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Contemplative practice

Attention is one of the higher-order cognitive processes. In the brain, it enables the selection of privileged neural signals by enhancing their intensity through neural feedback, thereby decreasing the relative intensity of competing neural signals. For example, attention allows a writer to focus on the topic at hand while neighbors are loudly arguing; their thoughts are highlighted (akin to the metaphor of a spotlight, albeit controversial today), at the expense of the neighbors' conversations.
Bernard Stiegler's philosophical reflection on attention (2010; 2014) illustrates how attention is more than just concentration or vigilance. Attention also concerns desire, waiting, active participation, interest.
His Holiness Tenzin Gyatso’s deep fascination with Western natural sciences needs no introduction. MSA itself stems from his encouragement to take that path, that "gentle bridge" which was launched in the 1970s by the dialogue between Francisco Varela and His Holiness and then blossomed in the activities of Mind & Life. 
In this series of articles we discuss some of the key reflections of Bernard Stiegler's analysis on the link between digital technologies and the destruction of attention; on its consequences for individual and collective life.
Amy Cohen Varela is Chair of the Board of Directors of Mind & Life Europe and has been involved in Mind and Life since its inception.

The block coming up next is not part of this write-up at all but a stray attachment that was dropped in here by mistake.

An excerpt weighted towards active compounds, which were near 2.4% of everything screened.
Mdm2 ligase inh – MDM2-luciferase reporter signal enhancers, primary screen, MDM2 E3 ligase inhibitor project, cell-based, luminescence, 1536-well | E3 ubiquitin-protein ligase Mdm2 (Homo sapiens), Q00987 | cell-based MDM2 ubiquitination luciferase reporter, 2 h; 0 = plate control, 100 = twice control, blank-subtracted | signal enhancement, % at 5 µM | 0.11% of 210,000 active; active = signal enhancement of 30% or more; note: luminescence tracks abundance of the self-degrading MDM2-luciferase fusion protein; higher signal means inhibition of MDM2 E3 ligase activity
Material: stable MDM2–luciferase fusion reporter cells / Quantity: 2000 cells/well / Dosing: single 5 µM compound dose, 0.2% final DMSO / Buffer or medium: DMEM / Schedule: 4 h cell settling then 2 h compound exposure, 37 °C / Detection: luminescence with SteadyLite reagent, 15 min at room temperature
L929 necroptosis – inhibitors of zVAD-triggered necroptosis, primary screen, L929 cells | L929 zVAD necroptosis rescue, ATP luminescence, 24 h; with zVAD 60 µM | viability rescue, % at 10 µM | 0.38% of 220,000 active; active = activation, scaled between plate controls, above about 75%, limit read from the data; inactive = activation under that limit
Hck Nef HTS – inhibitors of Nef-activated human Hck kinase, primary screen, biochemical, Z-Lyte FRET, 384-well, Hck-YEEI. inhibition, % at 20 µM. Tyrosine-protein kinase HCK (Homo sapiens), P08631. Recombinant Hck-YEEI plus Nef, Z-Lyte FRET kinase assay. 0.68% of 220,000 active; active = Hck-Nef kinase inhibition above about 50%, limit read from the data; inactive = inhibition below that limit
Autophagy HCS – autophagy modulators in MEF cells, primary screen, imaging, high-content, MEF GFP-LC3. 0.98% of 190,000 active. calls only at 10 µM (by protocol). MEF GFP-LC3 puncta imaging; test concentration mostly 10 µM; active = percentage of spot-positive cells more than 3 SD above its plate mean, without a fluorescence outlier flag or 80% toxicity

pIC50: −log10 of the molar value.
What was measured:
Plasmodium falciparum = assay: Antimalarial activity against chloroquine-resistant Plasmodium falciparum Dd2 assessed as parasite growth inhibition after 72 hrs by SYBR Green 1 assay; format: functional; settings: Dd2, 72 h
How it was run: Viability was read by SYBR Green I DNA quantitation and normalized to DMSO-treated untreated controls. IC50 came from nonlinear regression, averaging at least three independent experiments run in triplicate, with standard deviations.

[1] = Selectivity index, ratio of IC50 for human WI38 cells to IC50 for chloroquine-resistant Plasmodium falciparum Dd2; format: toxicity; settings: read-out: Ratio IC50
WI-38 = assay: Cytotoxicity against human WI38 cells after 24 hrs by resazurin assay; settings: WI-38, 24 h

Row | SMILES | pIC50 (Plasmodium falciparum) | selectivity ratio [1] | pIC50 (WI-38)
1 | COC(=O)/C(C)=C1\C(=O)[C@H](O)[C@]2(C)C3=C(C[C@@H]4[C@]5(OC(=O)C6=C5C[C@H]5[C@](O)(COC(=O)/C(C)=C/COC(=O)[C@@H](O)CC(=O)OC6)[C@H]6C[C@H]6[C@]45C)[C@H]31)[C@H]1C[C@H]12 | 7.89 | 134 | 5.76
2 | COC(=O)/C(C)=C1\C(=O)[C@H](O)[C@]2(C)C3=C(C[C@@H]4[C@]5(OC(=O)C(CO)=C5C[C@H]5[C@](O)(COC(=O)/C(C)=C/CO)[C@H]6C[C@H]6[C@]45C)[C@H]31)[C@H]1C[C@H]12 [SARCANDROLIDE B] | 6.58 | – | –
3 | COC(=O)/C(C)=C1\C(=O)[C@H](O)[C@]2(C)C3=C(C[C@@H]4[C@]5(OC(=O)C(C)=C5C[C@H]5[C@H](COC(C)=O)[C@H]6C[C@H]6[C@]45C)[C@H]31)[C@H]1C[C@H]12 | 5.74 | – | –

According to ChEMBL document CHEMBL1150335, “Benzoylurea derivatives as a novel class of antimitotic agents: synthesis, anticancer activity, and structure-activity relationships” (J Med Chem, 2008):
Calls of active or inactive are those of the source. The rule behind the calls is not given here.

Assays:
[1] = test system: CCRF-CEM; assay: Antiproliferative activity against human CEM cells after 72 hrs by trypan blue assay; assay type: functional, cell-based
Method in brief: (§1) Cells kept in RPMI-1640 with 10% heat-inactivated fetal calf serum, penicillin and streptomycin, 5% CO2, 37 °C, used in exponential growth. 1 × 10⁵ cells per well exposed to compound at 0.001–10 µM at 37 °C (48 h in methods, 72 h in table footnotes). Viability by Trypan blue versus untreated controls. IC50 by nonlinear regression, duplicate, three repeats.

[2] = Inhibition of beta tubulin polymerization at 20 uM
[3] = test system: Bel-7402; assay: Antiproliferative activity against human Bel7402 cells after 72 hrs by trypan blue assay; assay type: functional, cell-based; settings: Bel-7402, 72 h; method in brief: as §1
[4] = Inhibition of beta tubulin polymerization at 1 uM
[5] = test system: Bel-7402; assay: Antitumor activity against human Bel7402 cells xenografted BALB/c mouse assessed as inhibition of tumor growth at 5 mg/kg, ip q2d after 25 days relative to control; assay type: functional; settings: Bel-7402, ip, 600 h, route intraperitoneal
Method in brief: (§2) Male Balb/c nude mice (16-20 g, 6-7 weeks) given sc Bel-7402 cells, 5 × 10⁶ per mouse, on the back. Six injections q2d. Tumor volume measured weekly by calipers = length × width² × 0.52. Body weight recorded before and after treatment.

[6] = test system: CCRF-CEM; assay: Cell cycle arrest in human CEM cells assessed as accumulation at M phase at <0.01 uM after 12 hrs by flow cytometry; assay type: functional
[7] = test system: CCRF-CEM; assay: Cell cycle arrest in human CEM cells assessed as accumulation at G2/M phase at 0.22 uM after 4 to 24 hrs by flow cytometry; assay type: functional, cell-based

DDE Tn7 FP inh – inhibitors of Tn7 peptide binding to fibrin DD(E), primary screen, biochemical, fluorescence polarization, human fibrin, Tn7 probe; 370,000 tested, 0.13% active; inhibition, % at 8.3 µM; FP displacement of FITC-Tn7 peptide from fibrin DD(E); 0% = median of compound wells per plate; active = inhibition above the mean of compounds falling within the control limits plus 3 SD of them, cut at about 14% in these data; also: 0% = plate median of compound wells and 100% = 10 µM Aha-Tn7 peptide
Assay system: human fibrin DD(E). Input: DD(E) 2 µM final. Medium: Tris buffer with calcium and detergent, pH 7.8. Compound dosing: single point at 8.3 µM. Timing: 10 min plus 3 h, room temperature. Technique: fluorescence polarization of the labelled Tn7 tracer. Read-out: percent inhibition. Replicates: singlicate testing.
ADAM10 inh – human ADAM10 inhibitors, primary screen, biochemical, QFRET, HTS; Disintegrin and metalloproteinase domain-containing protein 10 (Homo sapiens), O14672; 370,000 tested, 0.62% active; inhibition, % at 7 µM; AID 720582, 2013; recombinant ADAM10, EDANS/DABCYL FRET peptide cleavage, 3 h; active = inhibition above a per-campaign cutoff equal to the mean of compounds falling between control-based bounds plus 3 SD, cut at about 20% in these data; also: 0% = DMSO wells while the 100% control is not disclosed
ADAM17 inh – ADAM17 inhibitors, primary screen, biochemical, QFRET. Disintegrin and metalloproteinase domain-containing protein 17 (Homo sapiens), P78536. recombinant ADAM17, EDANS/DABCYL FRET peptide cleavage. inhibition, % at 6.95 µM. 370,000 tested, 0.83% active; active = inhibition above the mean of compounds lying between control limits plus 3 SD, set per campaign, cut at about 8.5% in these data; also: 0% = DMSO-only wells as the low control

As described by linguist George Lackoff, a spatial metaphor (also orientational metaphor) is a conceptual metaphor in which the elements involved are spatially related to each other, i.e. they are respectively above or below, in or out, in front of or behind, in depth or on the surface, in the center or on the periphery, and so on.
Data-driven neuroscience from Buddhist meditation and mindfulness has gained enormous popularity recently. Yet, the transformative potential of man offered by Buddhism, under the fMRI scanner (Functional Magnetic Resonance Imaging) - delimited as an 'object' of study - can become sterile, inanimate, and inert when it is displaced from its performative dimensions, constitutive of its meaning.
The question we try to address here is: do we really understand what Buddhism is?
An article from The Guardian in 2019 states that the mindfulness movement has become the "new capitalist spirituality" – "magical thinking on steroids" that, instead of subverting the "neoliberal order," now "only serves to invigorate its destructive logic."